Could Microsoft switch to Linux?

You'd expect, as my friend Preston Gralla did, that when someone says "proprietary software is eventually going to be doomed," and that Microsoft's future might best be served in releasing its own version of Linux, that he'd be a Linux fan. Wrong: this prophet of Windows doom and gloom was Keith Curtis, a former Microsoft Research staffer. Could he be right? I think the answer is yes and no.

Yes, proprietary software is on the decline. Forget about the free software ideology that holds that free access to code is morally right: businesses have figured out that not only does open source tend to produce better code, it's cheaper to produce it. Economic reality has made even Microsoft to, ever so reluctantly, embrace some open-source projects.

Sure, you have to share the fruits of your efforts in open-source development — but you end up creating better code faster. As many developers have discovered, it's a lot easier to build on top of other programmers' good work than waste time with proprietary software development's constant reinvention of the wheel.

And yes, Microsoft could release a Linux of its own with a Windows Aero-like interface on top of it. Why not? It's not that hard to make a Linux desktop distribution.

Many individuals have made their own Linux desktops. Heck, one of my favorite Linux distributions, MEPIS 8, is pretty much the product of one man, Warren Woodford. Thanks to online Linux distribution building systems like Novell's SUSE Studio, you can even do it yourself even if you don't know gcc, the primary Linux C complier, from make, the tool that takes various source code programs and turns them into an executable program. For that matter, there's already a Linux, the Brazilian BRLix GNU/Linux, whose claim to fame is its Vista Aero look-alike GUI (graphical user interface).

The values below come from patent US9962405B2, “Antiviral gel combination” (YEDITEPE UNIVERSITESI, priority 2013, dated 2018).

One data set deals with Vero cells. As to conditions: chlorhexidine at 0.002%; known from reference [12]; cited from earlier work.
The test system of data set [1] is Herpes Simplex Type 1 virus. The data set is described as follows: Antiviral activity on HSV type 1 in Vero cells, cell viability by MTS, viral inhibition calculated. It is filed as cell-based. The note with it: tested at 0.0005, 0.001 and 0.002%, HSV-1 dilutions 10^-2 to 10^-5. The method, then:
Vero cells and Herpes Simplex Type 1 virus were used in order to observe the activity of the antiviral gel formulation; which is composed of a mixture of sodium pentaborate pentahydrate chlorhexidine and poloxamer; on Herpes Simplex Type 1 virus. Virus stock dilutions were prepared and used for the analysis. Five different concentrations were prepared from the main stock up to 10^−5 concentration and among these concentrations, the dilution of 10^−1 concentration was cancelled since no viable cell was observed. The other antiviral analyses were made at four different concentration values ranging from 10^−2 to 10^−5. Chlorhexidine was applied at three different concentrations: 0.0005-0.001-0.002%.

So, will Microsoft actually switch to Linux some day? No. No, they won't.

While it would be simple for Microsoft to make an operating system that looked like Windows but with Linux under the hood, the real problem is all those Microsoft programs, from Microsoft Office to Flight Simulator to Windows Media Player, that require Windows' API (application programming interface) underpinnings. There's the killer technical problem.

But that's not why Microsoft is never, ever going to switch to Linux as its core operating system. The real reason is that Microsoft's business model is all about maintaining and expanding control of the user experience. It's why they illegally killed off Netscape in the '90s (once Bill Gates realized that the Internet mattered) and they locked in hardware vendors to selling only Windows on the desktop. It's why today, to really get the most out of Windows 7 in a business network, you really must have Windows Server 2008 R2 as well.

In Microsoft's ideal world, all your electronics, not just your desktop, are running Windows, and you'll have no choice but to buy new updates every few years. You simply can't do that with Linux, due to its open nature. For example, if you start using Red Hat Linux but end up hating Red Hat, you can easily move over to CentOS or Oracle Unbreakable Linux. With just a little more effort, you can switch from Red Hat to Novell SUSE Linux or Ubuntu. Linux gives you freedom of choice; Windows is built on locking you in.

For that reason alone, Microsoft will never switch. Eventually, Microsoft's business model will fail them. You could argue that its decline has already started under Ballmer's mis-management and the company's slow decline from being the unquestioned ruler of technology to having to share the limelight with Google. But that day isn't here yet. Come the day it does, I don't what Microsoft will do — but by that time, becoming an also-ran in Linux won't be an option.

FREE Computerworld Insider Guide: Five IT certifications that won’t break you
Join the discussion
Be the first to comment on this article. Our Commenting Policies